wildtrak20140701In top-spec trim, Ford Ranger Wildtrak 4×4 ticks all the boxes one could want or need in a vehicle
HAVING a stature unmatched by many is already a plus for a vehicle because this allows it to tackle tough situations—most especially those common on Philippine roads. But a tall vehicle that’s also attractive. . . well, that’s quite welcome, too.

The Ford Ranger Wildtrak 3.2L 4×4 AT (priced at P1.599 million) is one sweet example of such a vehicle. And it’s also a pickup that not just provide plenty of space for passengers and cargo but is also sturdy on and off the road.

Hailed as this year’s Truck of the Year-Philippines, the Ranger’s functionality is partly a result of its high ground clearance of 223 millimeters and a wheelbase that stretches to 3,220 millimeters. On a recent drive I was able to squeeze in four adults (all a little on the heavy side) in the rear, and they told me it was tolerable. Not bad given that the Ranger’s backseat was designed to fit three people only.

What made it tolerable was the truck’s ample knee room. My passengers were way beyond “golden age.” But the foot clearance between the Ranger’s B-pillar and the backseat made it easy for them to get in and out of the pickup.

Besides the room for passengers, another of the Ranger’s functional features are the 23 storage spaces in the cabin. This is good for people who love road trips as there could never be enough food and drinks in a vehicle. The Ranger’s center console bin can cool six cans of beverage while the glove box is large enough to accommodate a 16-inch laptop. There are plenty of cubbies for mobile phones and other small items in the console.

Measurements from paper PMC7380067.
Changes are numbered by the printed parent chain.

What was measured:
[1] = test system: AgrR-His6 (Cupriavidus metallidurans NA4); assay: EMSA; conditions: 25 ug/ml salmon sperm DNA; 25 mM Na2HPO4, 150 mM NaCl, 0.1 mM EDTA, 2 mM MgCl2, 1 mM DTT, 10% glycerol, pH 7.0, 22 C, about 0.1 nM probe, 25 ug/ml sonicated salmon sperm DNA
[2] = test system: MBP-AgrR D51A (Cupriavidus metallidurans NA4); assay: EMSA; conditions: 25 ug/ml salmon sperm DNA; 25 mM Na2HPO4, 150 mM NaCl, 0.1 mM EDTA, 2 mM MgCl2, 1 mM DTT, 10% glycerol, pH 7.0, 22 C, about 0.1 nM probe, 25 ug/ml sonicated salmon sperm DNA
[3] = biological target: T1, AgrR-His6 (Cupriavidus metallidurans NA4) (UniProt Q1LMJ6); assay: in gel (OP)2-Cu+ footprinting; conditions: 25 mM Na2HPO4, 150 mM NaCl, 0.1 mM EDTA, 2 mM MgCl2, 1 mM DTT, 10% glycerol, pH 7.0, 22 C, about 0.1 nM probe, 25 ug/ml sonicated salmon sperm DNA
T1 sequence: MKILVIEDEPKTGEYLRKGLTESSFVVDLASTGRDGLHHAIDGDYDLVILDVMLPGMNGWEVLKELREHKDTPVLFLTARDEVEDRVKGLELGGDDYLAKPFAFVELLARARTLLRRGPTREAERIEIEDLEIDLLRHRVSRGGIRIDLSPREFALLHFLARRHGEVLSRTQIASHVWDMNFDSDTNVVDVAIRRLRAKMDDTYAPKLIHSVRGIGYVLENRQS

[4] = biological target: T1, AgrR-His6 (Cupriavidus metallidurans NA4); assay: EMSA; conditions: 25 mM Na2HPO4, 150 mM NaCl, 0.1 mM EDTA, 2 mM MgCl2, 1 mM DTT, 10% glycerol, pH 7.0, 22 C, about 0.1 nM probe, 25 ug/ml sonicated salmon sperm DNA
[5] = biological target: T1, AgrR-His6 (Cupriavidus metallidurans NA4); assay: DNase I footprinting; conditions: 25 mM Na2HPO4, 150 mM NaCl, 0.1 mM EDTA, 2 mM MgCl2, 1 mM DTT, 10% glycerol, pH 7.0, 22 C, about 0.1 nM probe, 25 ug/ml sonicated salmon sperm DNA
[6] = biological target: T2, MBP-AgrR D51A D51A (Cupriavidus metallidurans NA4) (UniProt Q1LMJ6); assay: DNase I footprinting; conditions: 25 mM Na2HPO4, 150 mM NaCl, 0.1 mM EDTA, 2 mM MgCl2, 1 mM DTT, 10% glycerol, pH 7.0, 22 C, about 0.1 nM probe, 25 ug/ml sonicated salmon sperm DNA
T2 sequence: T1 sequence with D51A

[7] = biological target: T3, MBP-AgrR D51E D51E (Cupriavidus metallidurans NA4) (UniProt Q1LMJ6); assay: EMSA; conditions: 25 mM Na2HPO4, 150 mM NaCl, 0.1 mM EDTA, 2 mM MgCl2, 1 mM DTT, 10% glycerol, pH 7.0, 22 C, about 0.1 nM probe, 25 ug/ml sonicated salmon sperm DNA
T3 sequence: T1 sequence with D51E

The Ranger Wildtrak 3.2L 4×4 may be a big truck but it also has the features of a premium sedan. It comes with Bluetooth audio streaming, USB and iPod connectivity and voice control for the radio, CD, iPod, USB, air-conditioning and mobile phone.

Other great additions to its list of features (exclusive to the Wildtrak 3.2L 4×4 variant) are a rear-view camera, cooled console bin and a 12-volt power socket in the cargo bed—which is what I enjoyed the most since I was able to plug my phone’s charger there while stargazing under a perfect, moonlit night.

Powering the top-spec Ranger is Ford’s 3.2-liter Duratorq TDCi engine that has a variable geometry turbocharger. Mated to a six-speed automatic transmission, it dishes out 197hp and 470Nm of torque. These ratings make climbing up hills easy. Although the truck needs a little push on the get-go, it’s quick when it is already rolling. If this engine gets paired to a manual transmission, it will create a monster truck. (Ford Phils. recently released such a variant).

Ford said the fuel consumption of this five-cylinder diesel engine in a combined cycle is 10.4 kilometers per liter—one of the best in its class.

The Ranger Wildtrak 3.2L has an electronic stability program that uses advanced sensors to continuously monitor the path the vehicle is traveling on and compares it to the path the driver wants to follow, as indicated by the steering wheel. The system is integrated with hill descent control, hill launch assist, adaptive load control, emergency brake assist, emergency brake light and roll-over mitigation. Other safety features—which I’m glad I did not use—are side airbags and side curtain airbags, which would provide utmost safety in times when they are needed the most.

The Ranger Wildtrak 3.2L 4×4 AT is an eye-candy inside and out. From its available Chili Orange body paint to special Wildtrak leather seats, steering wheel and door panels— a combination of leather and woven cloth inspired by sportswear, and which has ventilated sections—it makes people rubber-neck as they admire its aesthetics. Complementing the truck’s big, bulky face are 18-inch alloy wheels, roof rails, a sport bar, box rails and a bed liner. The Ranger is really functional and attractive.


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